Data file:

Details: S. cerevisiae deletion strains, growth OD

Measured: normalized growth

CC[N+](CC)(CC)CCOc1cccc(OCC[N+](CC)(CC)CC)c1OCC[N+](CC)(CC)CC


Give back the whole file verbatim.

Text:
Details: S. cerevisiae deletion strains, growth OD

Measured: normalized growth

CC[N+](CC)(CC)CCOc1cccc(OCC[N+](CC)(CC)CC)c1OCC[N+](CC)(CC)CC